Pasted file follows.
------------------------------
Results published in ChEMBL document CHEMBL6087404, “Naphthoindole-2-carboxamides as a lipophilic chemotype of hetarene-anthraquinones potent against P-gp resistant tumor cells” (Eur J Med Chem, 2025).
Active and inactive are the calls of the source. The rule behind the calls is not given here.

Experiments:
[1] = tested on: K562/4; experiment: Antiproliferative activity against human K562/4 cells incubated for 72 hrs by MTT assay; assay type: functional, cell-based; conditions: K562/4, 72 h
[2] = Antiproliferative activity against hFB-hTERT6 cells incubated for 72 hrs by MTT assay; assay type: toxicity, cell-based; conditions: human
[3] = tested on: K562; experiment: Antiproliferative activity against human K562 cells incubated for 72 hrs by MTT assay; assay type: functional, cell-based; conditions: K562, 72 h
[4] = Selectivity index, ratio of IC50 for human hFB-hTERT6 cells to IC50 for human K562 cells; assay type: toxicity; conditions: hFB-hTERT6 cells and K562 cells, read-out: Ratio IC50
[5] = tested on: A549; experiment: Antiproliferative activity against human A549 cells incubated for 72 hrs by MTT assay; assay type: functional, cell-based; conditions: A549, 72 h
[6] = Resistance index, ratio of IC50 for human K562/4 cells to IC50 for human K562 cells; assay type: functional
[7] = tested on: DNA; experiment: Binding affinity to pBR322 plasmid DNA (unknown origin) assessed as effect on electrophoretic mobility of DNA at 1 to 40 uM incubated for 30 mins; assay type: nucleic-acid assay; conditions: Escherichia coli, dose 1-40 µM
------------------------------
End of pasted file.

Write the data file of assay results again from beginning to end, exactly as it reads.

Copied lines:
Results published in ChEMBL document CHEMBL6087404, “Naphthoindole-2-carboxamides as a lipophilic chemotype of hetarene-anthraquinones potent against P-gp resistant tumor cells” (Eur J Med Chem, 2025).
Active and inactive are the calls of the source. The rule behind the calls is not given here.

Experiments:
[1] = tested on: K562/4; experiment: Antiproliferative activity against human K562/4 cells incubated for 72 hrs by MTT assay; assay type: functional, cell-based; conditions: K562/4, 72 h
[2] = Antiproliferative activity against hFB-hTERT6 cells incubated for 72 hrs by MTT assay; assay type: toxicity, cell-based; conditions: human
[3] = tested on: K562; experiment: Antiproliferative activity against human K562 cells incubated for 72 hrs by MTT assay; assay type: functional, cell-based; conditions: K562, 72 h
[4] = Selectivity index, ratio of IC50 for human hFB-hTERT6 cells to IC50 for human K562 cells; assay type: toxicity; conditions: hFB-hTERT6 cells and K562 cells, read-out: Ratio IC50
[5] = tested on: A549; experiment: Antiproliferative activity against human A549 cells incubated for 72 hrs by MTT assay; assay type: functional, cell-based; conditions: A549, 72 h
[6] = Resistance index, ratio of IC50 for human K562/4 cells to IC50 for human K562 cells; assay type: functional
[7] = tested on: DNA; experiment: Binding affinity to pBR322 plasmid DNA (unknown origin) assessed as effect on electrophoretic mobility of DNA at 1 to 40 uM incubated for 30 mins; assay type: nucleic-acid assay; conditions: Escherichia coli, dose 1-40 µM